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Exploring Brandon’s Heritage

BFER Volunteer Mary shares her experience of exploring Brandon’s riverside heritage.

Exploring Brandon’s Heritage

When I was lucky enough to be invited to the practice Brandon River History Walk (the river being the Little Ouse) I realised with some shame that I knew very little about the town. I call it a practice walk rather than “dry run” since the flooding that was causing countrywide chaos that weekend nearly caused it to be called off.

Our tour guide was Imogen Radford, project lead for the BFER oral history project, Tales from the River. Imogen was also accompanied by two experts in local history. Imogen started by explaining the importance of the river to the town for industry, trading, and the wellbeing of its residents. During the walk we heard colourful stories of Brandon people and places, too many to write about here, often illustrated with delightful old photographs.

Brandon Staunch

Our starting point was at the town playing fields where we were shown the tower of St Peter’s Church, where a lantern was hung to guide the way for shallow barges, appropriately known as lighters, first pulled by horses but then steam tugs. Another landmark which kept the boats moving is Brandon Staunch, a remarkable piece of river engineering that functioned not unlike a lock. It now just works as a sluice, with the ‘fish pass’ recently installed by BFER.

A women looking at a display board

Brandon Bridges

Rivers of course need bridges and Brandon Bridges over the years helped develop the town and were the site of its key early industries, including several maltings. The crossing also played a  role in the country’s internal defence and a temporary second bridge was built in WW2 to help with this.


Imogen pointed out places that were important to the townspeople for recreation including outdoor swimming. Boating has also long been popular with those that could afford it but only one of many boathouses now remains in a dilapidated state. We saw photographs of grand ladies in large hats and pearls and men in smart suits enjoying themselves on the water. The Ouse Hotel, now a private house but once a temperance establishment, hosted regattas that included swimming, rowing and obstacle races and a ‘Walk the Greasy Pole’ competition. Today, boats can be hired from the Bridge Hotel.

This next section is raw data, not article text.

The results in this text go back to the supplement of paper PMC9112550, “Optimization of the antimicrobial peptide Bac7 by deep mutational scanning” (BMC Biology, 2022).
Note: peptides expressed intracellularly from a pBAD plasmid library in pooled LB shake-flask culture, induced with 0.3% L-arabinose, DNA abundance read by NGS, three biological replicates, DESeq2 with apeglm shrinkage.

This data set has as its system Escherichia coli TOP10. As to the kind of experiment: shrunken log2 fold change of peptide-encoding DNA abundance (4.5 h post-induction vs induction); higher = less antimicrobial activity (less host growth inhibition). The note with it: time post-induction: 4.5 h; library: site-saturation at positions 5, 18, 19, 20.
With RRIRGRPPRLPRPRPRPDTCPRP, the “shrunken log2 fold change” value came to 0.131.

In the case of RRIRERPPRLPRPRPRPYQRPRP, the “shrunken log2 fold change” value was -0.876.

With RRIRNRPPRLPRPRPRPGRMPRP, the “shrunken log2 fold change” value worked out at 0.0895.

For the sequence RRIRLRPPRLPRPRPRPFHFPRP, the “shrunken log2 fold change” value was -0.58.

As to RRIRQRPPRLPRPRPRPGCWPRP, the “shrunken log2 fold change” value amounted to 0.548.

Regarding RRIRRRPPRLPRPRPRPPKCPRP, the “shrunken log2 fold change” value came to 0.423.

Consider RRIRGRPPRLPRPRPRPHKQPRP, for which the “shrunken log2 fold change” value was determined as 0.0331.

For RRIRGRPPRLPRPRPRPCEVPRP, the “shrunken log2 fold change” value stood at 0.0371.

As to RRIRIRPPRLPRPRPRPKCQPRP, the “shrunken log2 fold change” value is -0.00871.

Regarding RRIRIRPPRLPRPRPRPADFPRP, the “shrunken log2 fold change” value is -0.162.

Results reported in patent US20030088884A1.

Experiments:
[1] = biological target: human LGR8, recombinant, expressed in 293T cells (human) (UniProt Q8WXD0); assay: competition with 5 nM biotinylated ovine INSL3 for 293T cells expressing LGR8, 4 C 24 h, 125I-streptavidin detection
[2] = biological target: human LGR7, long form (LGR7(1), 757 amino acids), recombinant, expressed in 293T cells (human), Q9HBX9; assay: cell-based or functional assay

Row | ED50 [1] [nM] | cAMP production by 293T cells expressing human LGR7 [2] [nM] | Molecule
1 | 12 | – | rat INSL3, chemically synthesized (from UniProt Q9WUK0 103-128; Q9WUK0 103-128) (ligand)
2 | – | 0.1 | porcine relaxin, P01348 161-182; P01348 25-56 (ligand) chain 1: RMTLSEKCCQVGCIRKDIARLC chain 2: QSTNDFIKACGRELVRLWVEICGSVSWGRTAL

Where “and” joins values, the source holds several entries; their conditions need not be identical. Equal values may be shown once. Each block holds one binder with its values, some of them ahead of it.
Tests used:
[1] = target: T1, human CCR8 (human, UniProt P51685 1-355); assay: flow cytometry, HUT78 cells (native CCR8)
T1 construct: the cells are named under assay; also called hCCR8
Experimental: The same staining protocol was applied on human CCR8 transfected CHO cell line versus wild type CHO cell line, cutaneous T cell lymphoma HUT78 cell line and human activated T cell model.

Military history

The walk of less than 2 miles took us through or past a range of habitats, including pasture, woodland, reed beds and surprisingly part of an orchard that had been gifted to the town. The orchard provides not only a home for wildlife but remnants of perhaps Brandon’s biggest claim to fame. It was once the capital of Britain’s gunflint industry, providing all the flints for the Army throughout the Napoleonic Wars and in the orchard there are many flints still to be found underfoot.

As most good walks do the group finished with a hot drink at the Leisure Centre and a chance to talk about what we had seen and heard. Thank you so much Imogen and your fellow volunteers  for arranging such a fascinating morning.

Mary Farrell, BFER Blogging Volunteer


This walk took place in preparation for a guided walk, Discover Brandon’s River History, which was hosted as part of the BFER Volunteer and Engagement project

For more information about future guided walks taking place across the Brecks, stay tuned to

If you would like to volunteer with BFER, we would love to hear from you! See our range of volunteering opportunities on our Volunteer Hub.

A man stands looking at a river